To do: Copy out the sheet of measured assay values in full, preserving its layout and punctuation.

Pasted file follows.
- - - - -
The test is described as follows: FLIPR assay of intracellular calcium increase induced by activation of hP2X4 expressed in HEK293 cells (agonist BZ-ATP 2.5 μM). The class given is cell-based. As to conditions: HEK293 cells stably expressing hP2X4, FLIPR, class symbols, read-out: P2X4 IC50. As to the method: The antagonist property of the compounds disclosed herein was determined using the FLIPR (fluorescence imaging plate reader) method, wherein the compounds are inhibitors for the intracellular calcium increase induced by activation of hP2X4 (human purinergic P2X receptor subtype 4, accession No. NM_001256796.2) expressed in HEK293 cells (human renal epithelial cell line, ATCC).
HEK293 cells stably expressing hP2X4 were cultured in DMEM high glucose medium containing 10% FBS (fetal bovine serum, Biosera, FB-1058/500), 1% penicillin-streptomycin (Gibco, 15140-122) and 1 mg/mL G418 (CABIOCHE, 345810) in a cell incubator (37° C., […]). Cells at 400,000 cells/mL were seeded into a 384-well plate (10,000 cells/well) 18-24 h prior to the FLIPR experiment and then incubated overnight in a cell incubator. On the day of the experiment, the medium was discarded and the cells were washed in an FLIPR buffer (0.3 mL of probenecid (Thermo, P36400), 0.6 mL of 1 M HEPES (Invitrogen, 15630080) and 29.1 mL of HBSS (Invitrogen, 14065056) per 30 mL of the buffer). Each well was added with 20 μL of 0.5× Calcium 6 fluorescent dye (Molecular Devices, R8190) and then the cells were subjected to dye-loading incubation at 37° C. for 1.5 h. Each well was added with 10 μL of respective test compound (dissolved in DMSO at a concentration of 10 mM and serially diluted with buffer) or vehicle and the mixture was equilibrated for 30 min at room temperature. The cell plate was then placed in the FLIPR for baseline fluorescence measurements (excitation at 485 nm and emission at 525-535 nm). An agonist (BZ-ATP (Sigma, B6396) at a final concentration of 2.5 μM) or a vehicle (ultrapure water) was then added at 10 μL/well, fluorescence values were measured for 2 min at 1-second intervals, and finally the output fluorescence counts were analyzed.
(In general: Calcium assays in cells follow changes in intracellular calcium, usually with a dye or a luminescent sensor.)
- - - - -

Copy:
The test is described as follows: FLIPR assay of intracellular calcium increase induced by activation of hP2X4 expressed in HEK293 cells (agonist BZ-ATP 2.5 μM). The class given is cell-based. As to conditions: HEK293 cells stably expressing hP2X4, FLIPR, class symbols, read-out: P2X4 IC50. As to the method: The antagonist property of the compounds disclosed herein was determined using the FLIPR (fluorescence imaging plate reader) method, wherein the compounds are inhibitors for the intracellular calcium increase induced by activation of hP2X4 (human purinergic P2X receptor subtype 4, accession No. NM_001256796.2) expressed in HEK293 cells (human renal epithelial cell line, ATCC).
HEK293 cells stably expressing hP2X4 were cultured in DMEM high glucose medium containing 10% FBS (fetal bovine serum, Biosera, FB-1058/500), 1% penicillin-streptomycin (Gibco, 15140-122) and 1 mg/mL G418 (CABIOCHE, 345810) in a cell incubator (37° C., […]). Cells at 400,000 cells/mL were seeded into a 384-well plate (10,000 cells/well) 18-24 h prior to the FLIPR experiment and then incubated overnight in a cell incubator. On the day of the experiment, the medium was discarded and the cells were washed in an FLIPR buffer (0.3 mL of probenecid (Thermo, P36400), 0.6 mL of 1 M HEPES (Invitrogen, 15630080) and 29.1 mL of HBSS (Invitrogen, 14065056) per 30 mL of the buffer). Each well was added with 20 μL of 0.5× Calcium 6 fluorescent dye (Molecular Devices, R8190) and then the cells were subjected to dye-loading incubation at 37° C. for 1.5 h. Each well was added with 10 μL of respective test compound (dissolved in DMSO at a concentration of 10 mM and serially diluted with buffer) or vehicle and the mixture was equilibrated for 30 min at room temperature. The cell plate was then placed in the FLIPR for baseline fluorescence measurements (excitation at 485 nm and emission at 525-535 nm). An agonist (BZ-ATP (Sigma, B6396) at a final concentration of 2.5 μM) or a vehicle (ultrapure water) was then added at 10 μL/well, fluorescence values were measured for 2 min at 1-second intervals, and finally the output fluorescence counts were analyzed.
(In general: Calcium assays in cells follow changes in intracellular calcium, usually with a dye or a luminescent sensor.)